|Publication number||US4318192 A|
|Application number||US 06/089,763|
|Publication date||Mar 9, 1982|
|Filing date||Oct 31, 1979|
|Priority date||Oct 31, 1979|
|Publication number||06089763, 089763, US 4318192 A, US 4318192A, US-A-4318192, US4318192 A, US4318192A|
|Inventors||Jack D. Williams, Howard V. Banasky|
|Original Assignee||Williams Jack D, Banasky Howard V|
|Export Citation||BiBTeX, EndNote, RefMan|
|Patent Citations (28), Referenced by (44), Classifications (7)|
|External Links: USPTO, USPTO Assignment, Espacenet|
The present invention relates generally to toilets, and more particularly to ventilated toilets wherein contaminated air from a toilet bowl is removed and disposed of through the sewer line to which the toilet is connected.
A substantial number of prior art references have disclosed ventilated toilets of various types. In general, these ventilated toilets can be broadly categorized into several groups according to their mode of operation. In one rather broad class of ventilated toilets, contaminated air is withdrawn from the toilet bowl and pumped through a filter or other air scrubbing device to deodorize the air prior to its being discharged. An example of this type of toilet is illustrated in U.S. Pat. No. 3,763,505 to Zimmerman. The advantage of this type of toilet is purported to be that the installation of additional ventilation plumbing in the walls of the building is not required. In such toilets the air scrubbing device must be periodically checked and serviced.
In another broad class of ventilated toilets, contaminated air is withdrawn from the toilet bowl and discharged to the outdoors by means of ventilation conduits leading from the toilet. An example is disclosed in U.S. Pat. No. 3,495,282 to Taggart. These types of toilets require the ventilation conduits to be installed in the walls of the building, where they must be connected either to pre-existing air ventilation conduits or provided with an independent discharge outlet. In this type of ventilated toilet, installation of the ventilation conduits may require structural modification of the building.
In a third class of ventilated toilets, contaminated air is withdrawn from the toilet bowl and discharged into the sewer line to which the toilet is connected. It is an improved ventilated toilet of this latter type to which the present invention is addressed.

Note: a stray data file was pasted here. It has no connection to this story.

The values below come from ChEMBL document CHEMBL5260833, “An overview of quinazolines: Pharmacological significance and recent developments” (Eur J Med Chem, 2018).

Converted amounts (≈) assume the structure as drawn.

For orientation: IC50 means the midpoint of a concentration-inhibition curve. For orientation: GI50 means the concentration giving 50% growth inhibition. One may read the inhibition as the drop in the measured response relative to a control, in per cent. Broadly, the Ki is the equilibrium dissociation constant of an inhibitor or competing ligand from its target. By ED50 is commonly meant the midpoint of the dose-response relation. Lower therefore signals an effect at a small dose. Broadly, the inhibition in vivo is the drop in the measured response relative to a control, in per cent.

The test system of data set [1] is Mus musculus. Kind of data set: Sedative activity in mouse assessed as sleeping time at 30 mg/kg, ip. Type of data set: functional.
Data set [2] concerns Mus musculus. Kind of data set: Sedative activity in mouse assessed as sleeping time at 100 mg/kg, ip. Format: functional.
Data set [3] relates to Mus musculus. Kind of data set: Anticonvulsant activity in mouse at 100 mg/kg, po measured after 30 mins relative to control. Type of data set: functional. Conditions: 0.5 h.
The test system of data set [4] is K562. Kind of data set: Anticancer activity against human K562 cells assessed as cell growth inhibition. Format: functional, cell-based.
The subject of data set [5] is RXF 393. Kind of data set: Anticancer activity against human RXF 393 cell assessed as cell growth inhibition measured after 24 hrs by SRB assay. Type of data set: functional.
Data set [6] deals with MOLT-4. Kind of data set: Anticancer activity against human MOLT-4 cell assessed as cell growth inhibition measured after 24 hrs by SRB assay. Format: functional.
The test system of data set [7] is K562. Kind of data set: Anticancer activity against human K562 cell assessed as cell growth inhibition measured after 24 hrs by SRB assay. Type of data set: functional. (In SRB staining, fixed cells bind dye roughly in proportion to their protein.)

Prior art ventilated toilets of the latter type have generally required either the installation of a separate, external air conduit system leading to the sewer pipe under the toilet, as disclosed for example in U.S. Pat. No. 2,985,890 to Baither, or extensive modification of the toilet to provide an internal air discharge conduit passing downwardly through the porcelain toilet stool to the sewer pipe through which contaminated air may be vented, as for example in the toilet disclosed in U.S. Pat. No. 3,120,006 to Knappe. In the former approach, the installation of ventilation plumbing exterior to the toilet stool may require structural modification of the building. On the other hand, the primary disadvantage of the latter approach has been that provision of the requisite internal ventilation conduit must usually be made at considerable additional cost during the manufacture of the porcelain toilet structure, and can rarely be installed at a later date on a pre-existing toilet.
Accordingly, the object and purpose of the present invention is to provide a ventilated toilet having an internal ventilation conduit which can be formed in a conventional, standard toilet at little expense of time or labor. It is another object of the present invention to provide a ventilated toilet mechanism which can be retrofitted to existing conventional toilets.
In accordance with the present invention, the conventional flapper valve assembly and holding tank overflow tube of a conventional, contemporary toilet-flushing mechanism are replaced with a modified flapper valve assembly including coaxial air intake and air discharge tubes, and an offset flapper valve assembly. The only modification that must be made to a conventional toilet bowl in order for it to accept the modified flapper valve assembly is the drilling of a hole in the porcelain wall between the main siphon of the toilet bowl waste duct and the water feed conduit leading from the flush discharge outlet of the holding tank. The hole will normally be centered on the flush discharge outlet of the holding tank and will connect the flush discharge outlet with the top of the main siphon of the toilet waste duct. Through the drilled hole is passed the air discharge tube, which extends therefrom upwardly and coaxially through the larger, coaxial air intake tube, which intake tube terminates at the discharge outlet of the holding tank. A sealed fan assembly in the holding tank is selectively actuated between flushing cycles to ventilate the toilet bowl. In operation, contaminated air in the toilet bowl is withdrawn through the pre-existing flush water apertures spaced around the inner periphery of the toilet bowl rim and withdrawn therefrom upwardly through the outer, air intake tube of the modified flapper valve assembly. From the top of the air intake tube, the fan assembly pumps the contaminated air downwardly through the central air discharge tube to be discharged into the waste duct of the toilet and thence to the sewer line.